Spotted Dove

Spilopelia chinensis

Spotted Dove. Photo: John Spiers

Spotted Doves are native to China, South East Asia and the Philippines. They were released in Adelaide in 1881, as part of the ill-conceived 19th century naturalisation programme, which saw a number of non-native birds introduced into Australia. They displaced the small Peaceful Dove (Geopelia placida) but may now themselves be under pressure from the increase in the native Crested Pigeon (Ocyphaps lophotes).

Spotted Doves feed on grain, the seeds of grasses and herbs and on small fruit. They feed on the ground alone, in pairs or in small groups.

Potentially they can breed all year round but do so mainly in spring and summer. The nest is a typical flimsy platform of twigs on which they lay 2 glossy white eggs. Incubation takes two weeks. After another two weeks, the young fledge.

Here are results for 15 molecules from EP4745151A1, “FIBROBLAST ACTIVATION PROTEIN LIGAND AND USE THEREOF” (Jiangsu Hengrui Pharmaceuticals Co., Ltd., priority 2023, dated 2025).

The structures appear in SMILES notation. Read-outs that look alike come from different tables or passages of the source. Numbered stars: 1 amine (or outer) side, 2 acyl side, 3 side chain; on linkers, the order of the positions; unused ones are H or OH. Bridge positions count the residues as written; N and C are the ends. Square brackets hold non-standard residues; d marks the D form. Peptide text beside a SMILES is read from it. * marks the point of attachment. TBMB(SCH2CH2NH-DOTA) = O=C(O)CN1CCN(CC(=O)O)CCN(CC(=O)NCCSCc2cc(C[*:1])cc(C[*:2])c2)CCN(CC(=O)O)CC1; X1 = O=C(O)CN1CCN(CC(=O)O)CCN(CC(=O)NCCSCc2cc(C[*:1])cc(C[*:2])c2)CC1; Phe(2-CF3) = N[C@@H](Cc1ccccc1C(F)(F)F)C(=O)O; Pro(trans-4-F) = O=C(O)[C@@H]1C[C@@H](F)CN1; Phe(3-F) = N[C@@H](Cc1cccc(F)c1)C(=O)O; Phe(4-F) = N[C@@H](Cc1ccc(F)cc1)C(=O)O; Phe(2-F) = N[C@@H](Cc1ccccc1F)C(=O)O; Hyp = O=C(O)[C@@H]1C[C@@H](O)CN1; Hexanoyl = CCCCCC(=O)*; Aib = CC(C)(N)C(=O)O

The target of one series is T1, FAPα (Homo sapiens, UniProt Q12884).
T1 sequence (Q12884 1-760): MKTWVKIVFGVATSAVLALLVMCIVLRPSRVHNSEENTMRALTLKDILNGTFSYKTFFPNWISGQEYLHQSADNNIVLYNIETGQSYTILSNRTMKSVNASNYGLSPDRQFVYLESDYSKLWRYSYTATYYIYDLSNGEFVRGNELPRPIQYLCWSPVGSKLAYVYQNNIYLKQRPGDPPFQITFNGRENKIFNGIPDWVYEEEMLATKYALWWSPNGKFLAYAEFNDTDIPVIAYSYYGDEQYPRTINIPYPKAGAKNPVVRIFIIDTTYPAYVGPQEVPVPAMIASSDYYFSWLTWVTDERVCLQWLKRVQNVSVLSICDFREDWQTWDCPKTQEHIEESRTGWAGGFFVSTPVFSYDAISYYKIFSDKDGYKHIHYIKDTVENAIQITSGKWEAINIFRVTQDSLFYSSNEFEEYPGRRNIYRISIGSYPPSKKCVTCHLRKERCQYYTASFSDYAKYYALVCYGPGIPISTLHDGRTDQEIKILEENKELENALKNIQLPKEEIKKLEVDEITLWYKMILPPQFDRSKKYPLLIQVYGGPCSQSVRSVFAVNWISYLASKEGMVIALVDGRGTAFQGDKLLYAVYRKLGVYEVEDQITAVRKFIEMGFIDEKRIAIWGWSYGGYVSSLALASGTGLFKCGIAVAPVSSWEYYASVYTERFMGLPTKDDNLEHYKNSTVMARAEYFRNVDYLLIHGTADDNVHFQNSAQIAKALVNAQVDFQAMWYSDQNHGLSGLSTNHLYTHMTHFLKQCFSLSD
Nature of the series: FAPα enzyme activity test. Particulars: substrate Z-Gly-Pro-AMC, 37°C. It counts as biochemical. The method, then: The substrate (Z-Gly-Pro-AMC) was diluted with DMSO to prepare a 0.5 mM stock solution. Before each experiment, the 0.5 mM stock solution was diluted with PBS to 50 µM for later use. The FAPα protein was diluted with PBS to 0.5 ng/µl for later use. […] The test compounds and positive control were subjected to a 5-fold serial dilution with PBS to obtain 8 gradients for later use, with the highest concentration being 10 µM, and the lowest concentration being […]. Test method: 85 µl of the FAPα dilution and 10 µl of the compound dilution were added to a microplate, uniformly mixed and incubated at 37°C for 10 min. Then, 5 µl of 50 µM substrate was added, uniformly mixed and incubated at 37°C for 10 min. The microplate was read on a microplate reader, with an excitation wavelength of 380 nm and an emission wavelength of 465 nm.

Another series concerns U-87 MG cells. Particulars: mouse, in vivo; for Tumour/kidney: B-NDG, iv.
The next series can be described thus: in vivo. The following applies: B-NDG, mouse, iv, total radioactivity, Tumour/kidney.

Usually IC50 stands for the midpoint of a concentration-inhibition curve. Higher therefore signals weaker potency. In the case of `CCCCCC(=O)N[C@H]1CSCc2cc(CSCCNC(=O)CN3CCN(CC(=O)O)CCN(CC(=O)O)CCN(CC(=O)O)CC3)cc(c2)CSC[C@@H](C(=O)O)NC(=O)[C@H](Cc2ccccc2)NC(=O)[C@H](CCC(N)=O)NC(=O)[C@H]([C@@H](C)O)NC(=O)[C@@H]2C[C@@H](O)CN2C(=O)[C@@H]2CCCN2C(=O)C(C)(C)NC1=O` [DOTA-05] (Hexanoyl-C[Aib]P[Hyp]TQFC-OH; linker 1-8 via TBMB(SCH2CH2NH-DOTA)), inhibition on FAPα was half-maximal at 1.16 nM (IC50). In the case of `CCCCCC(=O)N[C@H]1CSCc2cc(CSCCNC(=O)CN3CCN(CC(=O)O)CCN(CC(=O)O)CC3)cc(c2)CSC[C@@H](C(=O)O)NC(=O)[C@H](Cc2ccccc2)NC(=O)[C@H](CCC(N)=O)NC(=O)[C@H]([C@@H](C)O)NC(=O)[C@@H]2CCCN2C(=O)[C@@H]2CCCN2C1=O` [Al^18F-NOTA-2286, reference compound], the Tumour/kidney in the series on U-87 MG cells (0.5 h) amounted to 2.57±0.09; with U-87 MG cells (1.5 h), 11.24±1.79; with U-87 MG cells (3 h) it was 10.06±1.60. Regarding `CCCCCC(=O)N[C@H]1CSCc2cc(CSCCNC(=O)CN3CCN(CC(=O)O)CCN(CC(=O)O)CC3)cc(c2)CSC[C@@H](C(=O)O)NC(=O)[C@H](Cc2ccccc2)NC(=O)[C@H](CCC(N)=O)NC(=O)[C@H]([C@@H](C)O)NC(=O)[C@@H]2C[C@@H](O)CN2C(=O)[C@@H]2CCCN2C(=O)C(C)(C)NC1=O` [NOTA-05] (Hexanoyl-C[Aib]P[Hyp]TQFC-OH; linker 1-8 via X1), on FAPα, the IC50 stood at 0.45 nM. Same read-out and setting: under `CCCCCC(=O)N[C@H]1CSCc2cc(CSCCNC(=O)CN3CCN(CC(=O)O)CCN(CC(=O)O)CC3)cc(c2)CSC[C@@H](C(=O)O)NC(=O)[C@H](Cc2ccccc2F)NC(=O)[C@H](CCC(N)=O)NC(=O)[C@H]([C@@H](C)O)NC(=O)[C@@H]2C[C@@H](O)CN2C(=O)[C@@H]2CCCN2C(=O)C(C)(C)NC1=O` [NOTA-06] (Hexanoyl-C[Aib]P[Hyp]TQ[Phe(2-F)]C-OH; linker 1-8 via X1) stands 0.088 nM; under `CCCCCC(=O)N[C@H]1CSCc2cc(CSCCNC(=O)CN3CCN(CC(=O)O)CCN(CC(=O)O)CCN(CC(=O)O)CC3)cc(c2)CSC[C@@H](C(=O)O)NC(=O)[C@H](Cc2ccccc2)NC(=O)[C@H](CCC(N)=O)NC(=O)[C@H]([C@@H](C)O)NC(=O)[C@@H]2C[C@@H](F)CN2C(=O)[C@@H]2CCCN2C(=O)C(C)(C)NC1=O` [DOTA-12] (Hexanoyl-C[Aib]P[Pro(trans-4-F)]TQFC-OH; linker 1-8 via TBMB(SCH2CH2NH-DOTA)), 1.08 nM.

Males and females are alike without any seasonal variation. The head and face are pale grey. The rest of the underparts are also pale grey, but with a pinkish tinge. The most distinctive feature is the black band adorned with large white spots that appears draped over the nape. The mantle and back are a drab brown with dusky centres. The flight feathers and upper tail feathers are dark brown. The eye is dull yellow and the legs pink-brown. The downy young are sand coloured. Juvenile are like adults but without the spotted neck patch.

Where to find it

Spotted Doves may be found throughout South Australia, but favour manmade habitats such as agricultural land, small towns and suburbia. They are mainly sedentary.

There are two subspecies. Those introduced into South Australia were probably of the nominate race race S.c. chinensis.